By Katie McLaughlin
DADE CITY, Fla. (Court TV) – After eight years of delays capped by four long days of jury selection, testimony is finally set to begin Monday, February 14 in the trial of Curtis Reeves, the retired Florida police captain accused of shooting and killing a man in a movie theater during a dispute over cell phone use and popcorn.
The shooting occurred January 13, 2014 at a movie theater in Wesley Chapel, near Tampa. Before the 1:20pm showing of “Lone Survivor” began, victim Chad Oulson was texting his two-year-old daughter’s babysitter when Reeves confronted him about using his phone.
The two men began arguing. Surveillance footage from the theater shows Oulson grab 71-year-old Reeves’ popcorn and throw it at him. Reeves then fires a gun, hitting Oulson in the chest, fatally wounding the 43-year-old man.
Reeves, a retired Tampa police officer, was charged with second-degree murder. He pleaded not guilty, claiming self-defense.
Initially, he was denied bond. However, after spending only six months in a Pasco County Jail, according to the Tampa Bay Times, Reeves was released in July 2014 after posting $150,000 bail. He’s been on house arrest ever since.
Reeves, now 79-years-old, maintains he feared for his life once Oulson threw popcorn at him. Reeves’ defense team has stated their client, an elderly man, had no way of knowing what was going to happen next, and that’s why he fired his weapon.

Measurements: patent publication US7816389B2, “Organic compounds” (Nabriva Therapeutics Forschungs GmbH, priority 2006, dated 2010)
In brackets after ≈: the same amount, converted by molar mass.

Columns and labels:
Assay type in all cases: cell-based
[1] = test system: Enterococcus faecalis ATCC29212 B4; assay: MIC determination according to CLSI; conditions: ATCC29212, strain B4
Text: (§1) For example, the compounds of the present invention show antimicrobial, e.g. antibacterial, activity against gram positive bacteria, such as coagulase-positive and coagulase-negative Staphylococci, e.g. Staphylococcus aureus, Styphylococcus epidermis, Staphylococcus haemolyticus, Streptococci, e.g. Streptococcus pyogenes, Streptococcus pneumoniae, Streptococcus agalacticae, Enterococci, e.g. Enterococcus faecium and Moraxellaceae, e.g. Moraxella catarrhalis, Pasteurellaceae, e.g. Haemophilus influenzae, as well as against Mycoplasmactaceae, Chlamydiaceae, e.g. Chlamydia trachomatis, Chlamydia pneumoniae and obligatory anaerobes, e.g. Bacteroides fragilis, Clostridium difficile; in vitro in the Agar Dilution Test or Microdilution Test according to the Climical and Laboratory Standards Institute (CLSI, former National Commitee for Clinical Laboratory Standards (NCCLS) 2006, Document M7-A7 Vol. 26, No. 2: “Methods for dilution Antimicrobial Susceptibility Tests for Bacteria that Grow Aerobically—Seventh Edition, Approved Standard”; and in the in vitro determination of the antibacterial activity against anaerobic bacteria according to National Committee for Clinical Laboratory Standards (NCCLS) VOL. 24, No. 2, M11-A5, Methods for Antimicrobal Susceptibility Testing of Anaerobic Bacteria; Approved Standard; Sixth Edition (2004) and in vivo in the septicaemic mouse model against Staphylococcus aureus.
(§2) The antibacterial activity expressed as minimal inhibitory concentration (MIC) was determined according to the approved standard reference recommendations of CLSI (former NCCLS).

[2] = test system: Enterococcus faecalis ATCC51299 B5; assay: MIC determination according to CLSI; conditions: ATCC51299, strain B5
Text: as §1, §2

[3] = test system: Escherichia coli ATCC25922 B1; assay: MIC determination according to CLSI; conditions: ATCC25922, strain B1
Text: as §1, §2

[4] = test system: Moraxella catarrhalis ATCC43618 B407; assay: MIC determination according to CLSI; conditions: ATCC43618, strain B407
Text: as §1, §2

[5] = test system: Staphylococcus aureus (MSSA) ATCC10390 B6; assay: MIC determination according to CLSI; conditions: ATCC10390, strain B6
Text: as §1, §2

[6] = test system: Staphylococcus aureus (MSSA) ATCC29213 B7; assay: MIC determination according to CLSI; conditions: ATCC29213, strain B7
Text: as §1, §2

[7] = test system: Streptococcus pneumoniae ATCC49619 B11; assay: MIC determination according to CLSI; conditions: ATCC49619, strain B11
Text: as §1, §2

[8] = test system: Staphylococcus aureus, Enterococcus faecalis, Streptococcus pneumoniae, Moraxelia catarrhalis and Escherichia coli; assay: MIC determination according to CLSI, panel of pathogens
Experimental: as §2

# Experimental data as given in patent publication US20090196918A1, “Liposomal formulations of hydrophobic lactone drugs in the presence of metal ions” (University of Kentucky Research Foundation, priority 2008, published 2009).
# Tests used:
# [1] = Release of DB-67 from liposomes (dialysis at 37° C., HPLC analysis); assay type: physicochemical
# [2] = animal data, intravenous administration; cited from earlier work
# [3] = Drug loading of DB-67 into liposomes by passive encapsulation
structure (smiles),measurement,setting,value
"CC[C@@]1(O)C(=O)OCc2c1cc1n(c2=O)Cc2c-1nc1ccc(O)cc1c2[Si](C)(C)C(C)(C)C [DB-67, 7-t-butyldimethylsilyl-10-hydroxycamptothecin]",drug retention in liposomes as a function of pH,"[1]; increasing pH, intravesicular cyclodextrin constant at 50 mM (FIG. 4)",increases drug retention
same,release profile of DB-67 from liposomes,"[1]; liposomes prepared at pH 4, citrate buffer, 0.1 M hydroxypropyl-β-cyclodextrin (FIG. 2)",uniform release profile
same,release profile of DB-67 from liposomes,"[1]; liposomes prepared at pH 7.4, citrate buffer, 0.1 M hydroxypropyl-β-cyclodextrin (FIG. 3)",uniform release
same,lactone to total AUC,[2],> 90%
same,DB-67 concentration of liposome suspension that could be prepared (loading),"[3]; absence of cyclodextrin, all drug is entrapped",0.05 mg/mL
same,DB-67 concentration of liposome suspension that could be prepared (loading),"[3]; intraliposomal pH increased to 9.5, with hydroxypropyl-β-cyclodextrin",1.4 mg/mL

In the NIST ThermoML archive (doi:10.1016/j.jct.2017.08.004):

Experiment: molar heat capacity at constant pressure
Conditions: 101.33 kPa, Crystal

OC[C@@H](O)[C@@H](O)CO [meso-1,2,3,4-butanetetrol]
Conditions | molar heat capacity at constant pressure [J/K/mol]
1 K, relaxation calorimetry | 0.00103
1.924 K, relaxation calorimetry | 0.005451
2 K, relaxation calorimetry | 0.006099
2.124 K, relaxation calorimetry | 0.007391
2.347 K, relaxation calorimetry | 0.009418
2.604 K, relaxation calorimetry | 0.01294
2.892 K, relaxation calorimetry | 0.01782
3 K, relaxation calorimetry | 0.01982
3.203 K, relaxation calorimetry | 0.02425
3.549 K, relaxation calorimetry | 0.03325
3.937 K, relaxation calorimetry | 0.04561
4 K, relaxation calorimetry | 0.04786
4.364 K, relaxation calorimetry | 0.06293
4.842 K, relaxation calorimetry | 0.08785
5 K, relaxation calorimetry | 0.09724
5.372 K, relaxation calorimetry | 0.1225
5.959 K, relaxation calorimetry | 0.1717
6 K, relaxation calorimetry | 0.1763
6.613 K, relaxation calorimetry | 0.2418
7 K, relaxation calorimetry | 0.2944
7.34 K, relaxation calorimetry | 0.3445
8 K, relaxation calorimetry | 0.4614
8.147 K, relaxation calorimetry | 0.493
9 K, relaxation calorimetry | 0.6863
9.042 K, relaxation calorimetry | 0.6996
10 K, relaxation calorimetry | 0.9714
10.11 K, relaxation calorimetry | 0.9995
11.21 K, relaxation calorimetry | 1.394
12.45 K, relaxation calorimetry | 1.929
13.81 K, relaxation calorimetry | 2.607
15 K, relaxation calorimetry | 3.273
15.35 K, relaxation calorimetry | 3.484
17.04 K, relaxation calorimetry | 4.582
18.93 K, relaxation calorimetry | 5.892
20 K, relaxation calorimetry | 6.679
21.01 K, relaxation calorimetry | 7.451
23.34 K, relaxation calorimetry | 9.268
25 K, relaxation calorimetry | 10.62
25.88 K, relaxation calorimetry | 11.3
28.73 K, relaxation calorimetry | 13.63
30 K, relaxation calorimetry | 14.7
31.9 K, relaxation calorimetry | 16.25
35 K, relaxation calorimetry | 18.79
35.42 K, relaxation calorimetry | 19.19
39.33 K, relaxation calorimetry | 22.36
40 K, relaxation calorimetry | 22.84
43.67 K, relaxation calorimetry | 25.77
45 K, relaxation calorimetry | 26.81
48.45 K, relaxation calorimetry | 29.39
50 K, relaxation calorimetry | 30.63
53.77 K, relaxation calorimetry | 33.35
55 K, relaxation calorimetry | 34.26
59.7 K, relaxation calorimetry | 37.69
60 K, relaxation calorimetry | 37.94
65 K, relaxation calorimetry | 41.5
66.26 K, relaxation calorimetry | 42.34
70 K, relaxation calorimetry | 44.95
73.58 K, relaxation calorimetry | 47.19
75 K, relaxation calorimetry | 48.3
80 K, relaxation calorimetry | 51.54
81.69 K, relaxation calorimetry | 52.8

It took over eight years to go to trial due to a series of delays, beginning with a slew of motions and then, most recently, COVID-19-related delays. Another contributing factor is the number of witnesses involved in the case. More than 100 witnesses were present during the shooting, which took place inside a packed theater.
Reeves and Oulson’s wives were both present, and could be called to testify. Oulson’s wife, Nicole Oulson, was wounded when a bullet grazed her hand during the dispute.
After a 10-day hearing to determine whether Reeves’ self-defense claim met the criteria of Florida’s controversial Stand Your Ground law, the judge ruled against Reeves’ request for immunity under Stand Your Ground.
In deciding whether Reeves committed murder, the jury will now have to grapple whether he fired his gun out of fear or anger; and whether thrown popcorn merits the use of deadly force.
Court TV cameras will be inside the courtroom, providing LIVE gavel-to-gavel coverage of the proceedings.